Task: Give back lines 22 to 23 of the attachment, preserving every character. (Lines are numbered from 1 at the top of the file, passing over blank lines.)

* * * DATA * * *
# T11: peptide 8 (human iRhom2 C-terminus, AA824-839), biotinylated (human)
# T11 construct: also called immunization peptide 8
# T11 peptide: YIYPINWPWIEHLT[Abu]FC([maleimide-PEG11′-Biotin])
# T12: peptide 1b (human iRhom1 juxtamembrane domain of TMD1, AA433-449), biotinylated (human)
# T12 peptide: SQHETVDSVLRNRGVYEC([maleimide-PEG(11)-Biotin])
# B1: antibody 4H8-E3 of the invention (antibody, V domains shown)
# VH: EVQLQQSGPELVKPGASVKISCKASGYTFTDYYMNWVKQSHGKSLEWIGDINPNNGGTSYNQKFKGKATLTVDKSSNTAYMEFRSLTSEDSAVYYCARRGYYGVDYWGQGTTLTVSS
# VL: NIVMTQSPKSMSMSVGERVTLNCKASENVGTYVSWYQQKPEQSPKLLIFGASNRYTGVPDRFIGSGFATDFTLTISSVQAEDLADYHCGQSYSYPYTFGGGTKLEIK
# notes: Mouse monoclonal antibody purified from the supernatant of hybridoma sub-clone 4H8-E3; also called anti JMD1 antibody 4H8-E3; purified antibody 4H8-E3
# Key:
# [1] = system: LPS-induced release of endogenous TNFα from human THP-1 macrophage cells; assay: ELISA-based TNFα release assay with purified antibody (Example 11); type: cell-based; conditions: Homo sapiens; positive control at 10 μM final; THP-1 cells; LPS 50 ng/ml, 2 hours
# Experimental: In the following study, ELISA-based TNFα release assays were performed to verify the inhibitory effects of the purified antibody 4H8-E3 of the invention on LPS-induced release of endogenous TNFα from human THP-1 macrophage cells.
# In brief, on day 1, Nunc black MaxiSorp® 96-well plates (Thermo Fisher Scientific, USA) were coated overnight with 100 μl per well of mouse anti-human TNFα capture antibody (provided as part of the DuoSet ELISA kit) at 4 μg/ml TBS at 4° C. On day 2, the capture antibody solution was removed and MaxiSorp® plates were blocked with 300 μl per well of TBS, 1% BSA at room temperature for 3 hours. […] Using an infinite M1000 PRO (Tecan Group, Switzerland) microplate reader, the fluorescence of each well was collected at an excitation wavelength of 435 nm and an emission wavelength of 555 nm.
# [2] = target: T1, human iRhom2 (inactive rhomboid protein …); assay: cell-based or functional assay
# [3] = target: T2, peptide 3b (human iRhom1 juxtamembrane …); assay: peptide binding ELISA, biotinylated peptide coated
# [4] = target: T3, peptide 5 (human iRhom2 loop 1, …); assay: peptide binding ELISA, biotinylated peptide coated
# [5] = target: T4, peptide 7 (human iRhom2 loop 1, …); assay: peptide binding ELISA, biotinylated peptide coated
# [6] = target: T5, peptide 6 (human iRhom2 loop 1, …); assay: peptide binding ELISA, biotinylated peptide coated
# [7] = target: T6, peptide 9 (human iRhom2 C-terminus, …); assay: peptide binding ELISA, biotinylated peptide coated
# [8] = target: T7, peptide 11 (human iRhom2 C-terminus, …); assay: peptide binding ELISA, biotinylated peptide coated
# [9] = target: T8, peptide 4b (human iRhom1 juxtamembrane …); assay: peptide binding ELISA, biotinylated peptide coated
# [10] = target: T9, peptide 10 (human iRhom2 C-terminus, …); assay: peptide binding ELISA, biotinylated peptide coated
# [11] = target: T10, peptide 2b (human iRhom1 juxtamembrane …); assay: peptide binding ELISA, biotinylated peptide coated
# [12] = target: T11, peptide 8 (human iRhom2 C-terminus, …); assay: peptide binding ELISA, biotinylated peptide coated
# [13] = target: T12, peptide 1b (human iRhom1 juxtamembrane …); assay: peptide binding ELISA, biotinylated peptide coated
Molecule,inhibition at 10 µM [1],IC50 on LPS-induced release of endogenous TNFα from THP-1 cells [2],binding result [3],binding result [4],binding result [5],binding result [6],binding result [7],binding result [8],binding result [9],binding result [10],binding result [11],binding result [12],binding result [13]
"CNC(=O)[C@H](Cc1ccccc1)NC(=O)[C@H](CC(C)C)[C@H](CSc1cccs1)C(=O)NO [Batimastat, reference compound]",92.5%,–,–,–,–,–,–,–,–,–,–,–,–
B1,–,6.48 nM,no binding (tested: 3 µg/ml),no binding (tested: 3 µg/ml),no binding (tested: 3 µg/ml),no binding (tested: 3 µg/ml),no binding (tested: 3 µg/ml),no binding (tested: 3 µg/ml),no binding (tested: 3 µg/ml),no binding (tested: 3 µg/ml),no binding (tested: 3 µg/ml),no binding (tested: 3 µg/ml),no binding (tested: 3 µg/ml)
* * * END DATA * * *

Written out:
# [10] = target: T9, peptide 10 (human iRhom2 C-terminus, …); assay: peptide binding ELISA, biotinylated peptide coated
# [11] = target: T10, peptide 2b (human iRhom1 juxtamembrane …); assay: peptide binding ELISA, biotinylated peptide coated